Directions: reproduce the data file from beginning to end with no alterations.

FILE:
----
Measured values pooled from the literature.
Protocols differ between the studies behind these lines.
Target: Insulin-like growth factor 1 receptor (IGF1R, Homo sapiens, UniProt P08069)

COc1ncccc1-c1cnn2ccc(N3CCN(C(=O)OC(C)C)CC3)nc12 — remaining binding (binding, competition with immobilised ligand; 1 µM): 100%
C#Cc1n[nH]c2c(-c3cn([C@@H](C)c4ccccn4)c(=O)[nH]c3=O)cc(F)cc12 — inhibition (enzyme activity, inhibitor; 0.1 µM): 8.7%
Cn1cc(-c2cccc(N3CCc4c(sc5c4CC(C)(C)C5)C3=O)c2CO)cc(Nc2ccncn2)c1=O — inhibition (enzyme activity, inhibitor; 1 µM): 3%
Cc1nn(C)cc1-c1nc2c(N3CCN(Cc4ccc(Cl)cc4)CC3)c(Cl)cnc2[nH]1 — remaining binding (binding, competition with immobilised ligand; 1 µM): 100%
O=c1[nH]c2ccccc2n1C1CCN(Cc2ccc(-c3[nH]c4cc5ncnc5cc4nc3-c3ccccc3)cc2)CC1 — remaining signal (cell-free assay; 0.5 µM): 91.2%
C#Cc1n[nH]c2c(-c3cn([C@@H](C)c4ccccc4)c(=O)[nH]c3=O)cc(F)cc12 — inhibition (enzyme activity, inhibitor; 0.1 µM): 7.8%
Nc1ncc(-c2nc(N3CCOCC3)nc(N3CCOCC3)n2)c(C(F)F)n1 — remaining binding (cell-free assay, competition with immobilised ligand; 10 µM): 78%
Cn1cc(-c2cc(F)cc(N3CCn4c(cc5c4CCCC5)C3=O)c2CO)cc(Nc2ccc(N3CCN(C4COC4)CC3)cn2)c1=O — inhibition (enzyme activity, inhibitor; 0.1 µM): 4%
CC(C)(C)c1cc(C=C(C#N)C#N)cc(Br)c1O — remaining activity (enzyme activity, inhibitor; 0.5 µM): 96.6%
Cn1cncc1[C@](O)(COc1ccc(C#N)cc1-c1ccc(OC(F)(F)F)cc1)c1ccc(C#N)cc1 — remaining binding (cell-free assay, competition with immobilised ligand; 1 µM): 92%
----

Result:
Measured values pooled from the literature.
Protocols differ between the studies behind these lines.
Target: Insulin-like growth factor 1 receptor (IGF1R, Homo sapiens, UniProt P08069)

COc1ncccc1-c1cnn2ccc(N3CCN(C(=O)OC(C)C)CC3)nc12 — remaining binding (binding, competition with immobilised ligand; 1 µM): 100%
C#Cc1n[nH]c2c(-c3cn([C@@H](C)c4ccccn4)c(=O)[nH]c3=O)cc(F)cc12 — inhibition (enzyme activity, inhibitor; 0.1 µM): 8.7%
Cn1cc(-c2cccc(N3CCc4c(sc5c4CC(C)(C)C5)C3=O)c2CO)cc(Nc2ccncn2)c1=O — inhibition (enzyme activity, inhibitor; 1 µM): 3%
Cc1nn(C)cc1-c1nc2c(N3CCN(Cc4ccc(Cl)cc4)CC3)c(Cl)cnc2[nH]1 — remaining binding (binding, competition with immobilised ligand; 1 µM): 100%
O=c1[nH]c2ccccc2n1C1CCN(Cc2ccc(-c3[nH]c4cc5ncnc5cc4nc3-c3ccccc3)cc2)CC1 — remaining signal (cell-free assay; 0.5 µM): 91.2%
C#Cc1n[nH]c2c(-c3cn([C@@H](C)c4ccccc4)c(=O)[nH]c3=O)cc(F)cc12 — inhibition (enzyme activity, inhibitor; 0.1 µM): 7.8%
Nc1ncc(-c2nc(N3CCOCC3)nc(N3CCOCC3)n2)c(C(F)F)n1 — remaining binding (cell-free assay, competition with immobilised ligand; 10 µM): 78%
Cn1cc(-c2cc(F)cc(N3CCn4c(cc5c4CCCC5)C3=O)c2CO)cc(Nc2ccc(N3CCN(C4COC4)CC3)cn2)c1=O — inhibition (enzyme activity, inhibitor; 0.1 µM): 4%
CC(C)(C)c1cc(C=C(C#N)C#N)cc(Br)c1O — remaining activity (enzyme activity, inhibitor; 0.5 µM): 96.6%
Cn1cncc1[C@](O)(COc1ccc(C#N)cc1-c1ccc(OC(F)(F)F)cc1)c1ccc(C#N)cc1 — remaining binding (cell-free assay, competition with immobilised ligand; 1 µM): 92%